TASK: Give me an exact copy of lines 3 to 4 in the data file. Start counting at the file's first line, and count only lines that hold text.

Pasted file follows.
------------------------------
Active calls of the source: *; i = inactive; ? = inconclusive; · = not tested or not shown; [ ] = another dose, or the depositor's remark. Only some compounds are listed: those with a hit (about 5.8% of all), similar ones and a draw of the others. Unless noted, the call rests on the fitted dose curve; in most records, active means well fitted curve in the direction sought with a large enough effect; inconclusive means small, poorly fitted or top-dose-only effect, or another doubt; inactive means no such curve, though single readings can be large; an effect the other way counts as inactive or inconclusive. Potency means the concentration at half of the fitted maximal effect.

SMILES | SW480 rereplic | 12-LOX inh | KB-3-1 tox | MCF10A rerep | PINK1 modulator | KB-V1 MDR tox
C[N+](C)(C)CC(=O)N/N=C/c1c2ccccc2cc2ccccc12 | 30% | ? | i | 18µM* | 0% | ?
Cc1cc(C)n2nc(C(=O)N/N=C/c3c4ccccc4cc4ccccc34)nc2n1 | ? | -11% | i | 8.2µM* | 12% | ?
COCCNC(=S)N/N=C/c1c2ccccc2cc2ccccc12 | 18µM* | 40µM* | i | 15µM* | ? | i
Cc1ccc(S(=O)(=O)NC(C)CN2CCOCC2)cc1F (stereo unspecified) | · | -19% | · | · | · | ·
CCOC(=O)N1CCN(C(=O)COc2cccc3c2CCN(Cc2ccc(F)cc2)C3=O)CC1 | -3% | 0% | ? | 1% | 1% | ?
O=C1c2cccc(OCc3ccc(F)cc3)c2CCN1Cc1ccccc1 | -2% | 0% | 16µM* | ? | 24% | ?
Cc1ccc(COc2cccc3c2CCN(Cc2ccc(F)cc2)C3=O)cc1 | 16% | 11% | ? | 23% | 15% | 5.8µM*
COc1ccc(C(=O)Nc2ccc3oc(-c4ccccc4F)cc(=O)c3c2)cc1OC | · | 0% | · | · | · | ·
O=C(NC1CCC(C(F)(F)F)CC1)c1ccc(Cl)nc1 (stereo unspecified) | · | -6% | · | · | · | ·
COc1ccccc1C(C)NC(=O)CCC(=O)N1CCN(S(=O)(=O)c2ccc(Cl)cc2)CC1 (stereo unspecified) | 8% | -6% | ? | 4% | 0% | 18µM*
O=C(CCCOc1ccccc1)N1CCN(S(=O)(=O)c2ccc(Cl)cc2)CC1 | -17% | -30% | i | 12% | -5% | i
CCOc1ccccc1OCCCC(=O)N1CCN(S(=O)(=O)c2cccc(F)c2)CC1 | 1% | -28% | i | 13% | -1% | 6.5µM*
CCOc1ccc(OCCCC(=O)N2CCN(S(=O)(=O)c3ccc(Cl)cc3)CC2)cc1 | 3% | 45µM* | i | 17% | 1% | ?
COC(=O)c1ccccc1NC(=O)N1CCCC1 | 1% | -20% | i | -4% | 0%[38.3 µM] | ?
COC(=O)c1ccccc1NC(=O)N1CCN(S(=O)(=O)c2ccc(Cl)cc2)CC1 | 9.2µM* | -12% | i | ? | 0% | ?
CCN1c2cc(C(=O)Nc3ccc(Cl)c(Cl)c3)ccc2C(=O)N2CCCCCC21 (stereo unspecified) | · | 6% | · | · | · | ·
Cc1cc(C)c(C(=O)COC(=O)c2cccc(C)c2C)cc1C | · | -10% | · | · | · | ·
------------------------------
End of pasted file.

C[N+](C)(C)CC(=O)N/N=C/c1c2ccccc2cc2ccccc12 | 30% | ? | i | 18µM* | 0% | ?
Cc1cc(C)n2nc(C(=O)N/N=C/c3c4ccccc4cc4ccccc34)nc2n1 | ? | -11% | i | 8.2µM* | 12% | ?